The Mariners activated a new member to their team Saturday, making a roster move of a different sort. The latest addition is team friendly in all ways with his contract paid in treats and belly rubs. He’s tireless in his pursuit of the baseball with closing speed aided by two extra legs. Though his version of the spitball — more of a slobber ball — can be a bit overwhelming.
But within a day and a half of arriving at T-Mobile Park, he’s already taken over as the most popular member of the Mariners.
“We do have another addition of the roster today,” manager Scott Servais said in his pregame media session before Game 1 of Saturday’s doubleheader. “We have a team dog; Tucker’s in the house.”
Indeed, Tucker, a 4-year-old yellow lab/golden retriever mix, was officially announced as the team dog after hanging out in the clubhouse the past few days.
“We actually brought him in right after the All-Star break and kind of got him introduced to the guys and then we went on the road trip, but he did not travel with us,” Servais said. “So he’s been activated today. He’s a great addition to our team. It’s fun. It’s fun for the guys.”
In a statement from his Twitter account — @MarinersPup — that features a well-produced video of him running around, Tucker the Mariners dog tweeted: “I’m gonna get to hang out at the ballpark all the time, travel with the squad and enjoy my very own unlimited supply of baseballs. Doesn’t get better than this!”
The Mariners adopted Tucker through OkanDogs, a nonprofit shelter started by Tom and Jan Short in Cashmere.
Servais and his wife, Jill, have been big proponents of animal shelters and rescue dog organizations.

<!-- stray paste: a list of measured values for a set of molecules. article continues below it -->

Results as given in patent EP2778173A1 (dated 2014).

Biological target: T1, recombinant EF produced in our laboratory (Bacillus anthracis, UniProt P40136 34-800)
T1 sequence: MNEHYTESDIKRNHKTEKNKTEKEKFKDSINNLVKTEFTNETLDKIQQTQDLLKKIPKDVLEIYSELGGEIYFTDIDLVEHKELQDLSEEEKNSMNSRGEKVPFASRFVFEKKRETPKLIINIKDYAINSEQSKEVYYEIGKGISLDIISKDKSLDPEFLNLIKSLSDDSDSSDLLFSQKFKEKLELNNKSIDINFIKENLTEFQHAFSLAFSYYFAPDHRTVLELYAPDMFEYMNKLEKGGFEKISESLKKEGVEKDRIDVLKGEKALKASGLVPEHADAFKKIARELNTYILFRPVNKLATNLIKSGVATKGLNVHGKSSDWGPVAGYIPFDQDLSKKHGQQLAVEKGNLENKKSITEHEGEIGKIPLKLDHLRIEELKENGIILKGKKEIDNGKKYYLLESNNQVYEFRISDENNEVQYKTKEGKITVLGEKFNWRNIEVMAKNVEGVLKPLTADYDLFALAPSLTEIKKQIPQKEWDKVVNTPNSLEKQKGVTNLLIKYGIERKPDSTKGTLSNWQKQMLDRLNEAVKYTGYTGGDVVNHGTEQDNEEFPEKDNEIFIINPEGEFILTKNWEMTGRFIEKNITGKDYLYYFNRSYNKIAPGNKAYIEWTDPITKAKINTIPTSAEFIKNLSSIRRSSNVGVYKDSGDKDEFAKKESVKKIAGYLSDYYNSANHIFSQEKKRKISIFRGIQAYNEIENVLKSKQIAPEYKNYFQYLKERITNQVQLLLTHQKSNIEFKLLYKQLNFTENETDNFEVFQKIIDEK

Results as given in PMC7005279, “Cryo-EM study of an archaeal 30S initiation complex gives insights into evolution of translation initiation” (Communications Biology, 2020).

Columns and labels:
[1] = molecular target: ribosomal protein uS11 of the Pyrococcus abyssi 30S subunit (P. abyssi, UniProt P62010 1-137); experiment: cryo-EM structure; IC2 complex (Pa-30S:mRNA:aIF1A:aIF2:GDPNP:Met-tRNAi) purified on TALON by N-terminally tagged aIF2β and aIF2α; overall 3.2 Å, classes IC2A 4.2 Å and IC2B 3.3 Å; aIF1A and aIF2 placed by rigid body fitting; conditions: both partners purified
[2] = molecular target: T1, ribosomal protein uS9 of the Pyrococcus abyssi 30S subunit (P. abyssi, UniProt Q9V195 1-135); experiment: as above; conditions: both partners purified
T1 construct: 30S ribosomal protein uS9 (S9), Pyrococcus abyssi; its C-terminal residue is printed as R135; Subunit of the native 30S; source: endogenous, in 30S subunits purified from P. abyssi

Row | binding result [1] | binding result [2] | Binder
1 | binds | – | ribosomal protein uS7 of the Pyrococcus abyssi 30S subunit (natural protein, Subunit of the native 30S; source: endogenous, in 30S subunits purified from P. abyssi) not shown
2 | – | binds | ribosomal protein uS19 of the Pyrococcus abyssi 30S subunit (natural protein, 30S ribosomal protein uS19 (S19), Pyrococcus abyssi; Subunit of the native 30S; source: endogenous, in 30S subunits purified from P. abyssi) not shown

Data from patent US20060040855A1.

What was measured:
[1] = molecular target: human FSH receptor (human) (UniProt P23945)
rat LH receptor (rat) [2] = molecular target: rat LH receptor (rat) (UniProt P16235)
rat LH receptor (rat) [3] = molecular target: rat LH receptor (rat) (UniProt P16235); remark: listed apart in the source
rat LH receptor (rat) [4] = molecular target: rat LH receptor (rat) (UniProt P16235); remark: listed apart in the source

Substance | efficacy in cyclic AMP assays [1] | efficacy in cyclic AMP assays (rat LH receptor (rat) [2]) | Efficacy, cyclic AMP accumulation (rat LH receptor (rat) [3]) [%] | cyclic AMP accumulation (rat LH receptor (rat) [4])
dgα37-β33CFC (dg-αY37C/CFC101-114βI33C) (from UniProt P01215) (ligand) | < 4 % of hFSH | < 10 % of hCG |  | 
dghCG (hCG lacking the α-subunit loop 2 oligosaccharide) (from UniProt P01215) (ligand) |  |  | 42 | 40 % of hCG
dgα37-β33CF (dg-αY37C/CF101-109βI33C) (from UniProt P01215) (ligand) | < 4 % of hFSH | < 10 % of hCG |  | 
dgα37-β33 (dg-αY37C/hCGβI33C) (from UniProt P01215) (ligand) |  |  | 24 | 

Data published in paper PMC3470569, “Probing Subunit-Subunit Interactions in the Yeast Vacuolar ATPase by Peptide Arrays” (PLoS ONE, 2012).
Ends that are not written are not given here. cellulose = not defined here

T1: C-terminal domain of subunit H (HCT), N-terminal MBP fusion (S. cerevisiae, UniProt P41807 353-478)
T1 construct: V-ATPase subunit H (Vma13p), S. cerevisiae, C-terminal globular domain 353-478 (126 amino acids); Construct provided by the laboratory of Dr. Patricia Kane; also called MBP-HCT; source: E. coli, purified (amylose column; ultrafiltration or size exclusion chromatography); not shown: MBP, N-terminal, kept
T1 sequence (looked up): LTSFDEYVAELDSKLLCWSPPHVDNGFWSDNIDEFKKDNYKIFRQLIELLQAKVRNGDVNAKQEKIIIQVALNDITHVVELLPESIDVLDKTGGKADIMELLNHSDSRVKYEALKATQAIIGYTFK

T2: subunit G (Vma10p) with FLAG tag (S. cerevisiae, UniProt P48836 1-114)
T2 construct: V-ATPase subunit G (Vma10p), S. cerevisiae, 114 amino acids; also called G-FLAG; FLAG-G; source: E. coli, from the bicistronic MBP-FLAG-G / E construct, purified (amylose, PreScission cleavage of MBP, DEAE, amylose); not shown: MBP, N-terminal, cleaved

Jill Servais has worked in animal welfare for 30-plus years, getting her start at a municipal shelter in Tucson, Arizona, while Scott was playing minor-league baseball. They have a rescue dog named Wilson.
“She’s very involved,” Scott said. “It’s her passion.”
At the Bark in the Park events held by the Mariners this season, Jill helped push for animal shelters to promote dog adoption by having different shelters bring adoptable puppies to T-Mobile Park.
At the most recent event, OkanDogs, Forgotten Dogs Rescue and Sunny Skys Animal Rescue had puppies on the field that grabbed the attention of players.
In January, the Servaises got a private plane to pick up 11 adopted puppies from OkanDogs and personally delivered five to Orcas Island and six to Friday Harbor.
“It’s really important to understand how many truly beautiful, adoptable animals are available in the state of Washington, in particular,” Jill Servais told the Times at the recent Bark in the Park event. “You don’t need to leave the state to find some great adoptable animals.”
While Tucker isn’t officially an emotional support dog, Scott Servais believes his presence is good for the players. Several players like Marco Gonzales, J.P. Crawford and Ty France are dog owners so they get a dog at home and at work now.
“We are just trying to bring awareness to rescues all over the state of Washington,” Servais said. “And there’s dogs out there for everybody and we hit a home run with this one. This little guy is great. Our players are excited about it. It’s a nice little distraction with him in the clubhouse. They love the little guy.”
The idea to have a dog in the clubhouse was something Servais considered for over a year.
“It needed to be the right one,” he said. “We have a great relationship with the people at OkanDogs and they called and said we might have the right one.”
Servais went into a deadpan on the typical MLB process, saying: “He was scouted very heavily. We ran people in there to cross-check him and this dog had big-time numbers. So, he went high in the draft and we are happy to have as a free-agent addition.”
Joking aside, Servais grew serious about animal rescue. He has not been afraid to voice his concern about social issues like voting rights, gun control and social justice.
“Hopefully this can create some awareness to dog rescues throughout the state of Washington,” Servais said. “It’s something that’s certainly needed. For people that are looking for dogs, you can get any type of dog anywhere, it’s out there for you. So adopt, don’t shop.”
The opinions expressed in reader comments are those of the author only and do not reflect the opinions of The Seattle Times.